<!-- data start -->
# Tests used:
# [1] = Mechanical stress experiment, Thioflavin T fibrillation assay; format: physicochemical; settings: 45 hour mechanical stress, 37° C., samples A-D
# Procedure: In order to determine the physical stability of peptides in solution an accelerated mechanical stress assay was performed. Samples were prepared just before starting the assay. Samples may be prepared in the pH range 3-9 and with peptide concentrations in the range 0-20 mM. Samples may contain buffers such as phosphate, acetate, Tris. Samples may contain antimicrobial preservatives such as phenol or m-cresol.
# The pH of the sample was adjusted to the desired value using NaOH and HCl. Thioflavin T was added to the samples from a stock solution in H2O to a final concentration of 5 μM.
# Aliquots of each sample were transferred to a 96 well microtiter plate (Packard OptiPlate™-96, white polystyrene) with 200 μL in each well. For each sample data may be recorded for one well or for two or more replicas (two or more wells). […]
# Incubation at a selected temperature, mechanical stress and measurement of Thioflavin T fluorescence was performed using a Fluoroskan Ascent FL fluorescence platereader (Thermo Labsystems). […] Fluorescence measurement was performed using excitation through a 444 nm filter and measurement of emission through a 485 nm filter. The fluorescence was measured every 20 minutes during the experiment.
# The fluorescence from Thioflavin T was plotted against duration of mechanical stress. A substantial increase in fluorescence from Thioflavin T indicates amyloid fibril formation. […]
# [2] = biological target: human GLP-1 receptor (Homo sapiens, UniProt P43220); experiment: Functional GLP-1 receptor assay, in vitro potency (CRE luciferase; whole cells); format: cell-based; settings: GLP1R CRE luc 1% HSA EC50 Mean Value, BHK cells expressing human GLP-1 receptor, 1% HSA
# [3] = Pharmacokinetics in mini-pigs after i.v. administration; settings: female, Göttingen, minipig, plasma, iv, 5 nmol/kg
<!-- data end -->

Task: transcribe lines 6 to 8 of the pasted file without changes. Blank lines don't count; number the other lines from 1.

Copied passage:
# Incubation at a selected temperature, mechanical stress and measurement of Thioflavin T fluorescence was performed using a Fluoroskan Ascent FL fluorescence platereader (Thermo Labsystems). […] Fluorescence measurement was performed using excitation through a 444 nm filter and measurement of emission through a 485 nm filter. The fluorescence was measured every 20 minutes during the experiment.
# The fluorescence from Thioflavin T was plotted against duration of mechanical stress. A substantial increase in fluorescence from Thioflavin T indicates amyloid fibril formation. […]
# [2] = biological target: human GLP-1 receptor (Homo sapiens, UniProt P43220); experiment: Functional GLP-1 receptor assay, in vitro potency (CRE luciferase; whole cells); format: cell-based; settings: GLP1R CRE luc 1% HSA EC50 Mean Value, BHK cells expressing human GLP-1 receptor, 1% HSA